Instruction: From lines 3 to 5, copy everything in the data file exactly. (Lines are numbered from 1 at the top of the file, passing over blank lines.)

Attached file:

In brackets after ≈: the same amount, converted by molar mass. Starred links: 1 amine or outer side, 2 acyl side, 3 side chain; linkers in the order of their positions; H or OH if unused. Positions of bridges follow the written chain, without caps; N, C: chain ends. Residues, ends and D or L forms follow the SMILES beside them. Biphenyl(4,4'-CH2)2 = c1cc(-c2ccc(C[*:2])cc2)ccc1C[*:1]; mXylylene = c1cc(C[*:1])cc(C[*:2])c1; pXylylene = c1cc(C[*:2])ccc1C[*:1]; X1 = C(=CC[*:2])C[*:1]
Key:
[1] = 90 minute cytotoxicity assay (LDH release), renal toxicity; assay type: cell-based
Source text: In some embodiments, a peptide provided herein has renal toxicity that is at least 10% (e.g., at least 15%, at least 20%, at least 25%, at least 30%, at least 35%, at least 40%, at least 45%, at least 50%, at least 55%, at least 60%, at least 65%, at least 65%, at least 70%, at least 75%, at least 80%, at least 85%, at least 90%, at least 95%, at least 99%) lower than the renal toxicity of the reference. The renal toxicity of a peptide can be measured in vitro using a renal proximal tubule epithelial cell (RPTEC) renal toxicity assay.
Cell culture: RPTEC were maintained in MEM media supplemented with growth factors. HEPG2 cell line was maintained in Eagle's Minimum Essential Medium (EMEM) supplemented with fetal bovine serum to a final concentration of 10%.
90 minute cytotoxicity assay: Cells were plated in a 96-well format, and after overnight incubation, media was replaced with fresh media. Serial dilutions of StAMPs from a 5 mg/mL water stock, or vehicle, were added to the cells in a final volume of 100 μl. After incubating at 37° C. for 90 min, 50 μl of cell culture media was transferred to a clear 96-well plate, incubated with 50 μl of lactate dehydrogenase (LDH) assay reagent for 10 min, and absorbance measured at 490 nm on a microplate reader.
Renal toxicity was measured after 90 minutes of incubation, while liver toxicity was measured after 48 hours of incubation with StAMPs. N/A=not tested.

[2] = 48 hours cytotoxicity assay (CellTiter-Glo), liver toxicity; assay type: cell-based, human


[1] = 90 minute cytotoxicity assay (LDH release), renal toxicity; assay type: cell-based
Source text: In some embodiments, a peptide provided herein has renal toxicity that is at least 10% (e.g., at least 15%, at least 20%, at least 25%, at least 30%, at least 35%, at least 40%, at least 45%, at least 50%, at least 55%, at least 60%, at least 65%, at least 65%, at least 70%, at least 75%, at least 80%, at least 85%, at least 90%, at least 95%, at least 99%) lower than the renal toxicity of the reference. The renal toxicity of a peptide can be measured in vitro using a renal proximal tubule epithelial cell (RPTEC) renal toxicity assay.
Cell culture: RPTEC were maintained in MEM media supplemented with growth factors. HEPG2 cell line was maintained in Eagle's Minimum Essential Medium (EMEM) supplemented with fetal bovine serum to a final concentration of 10%.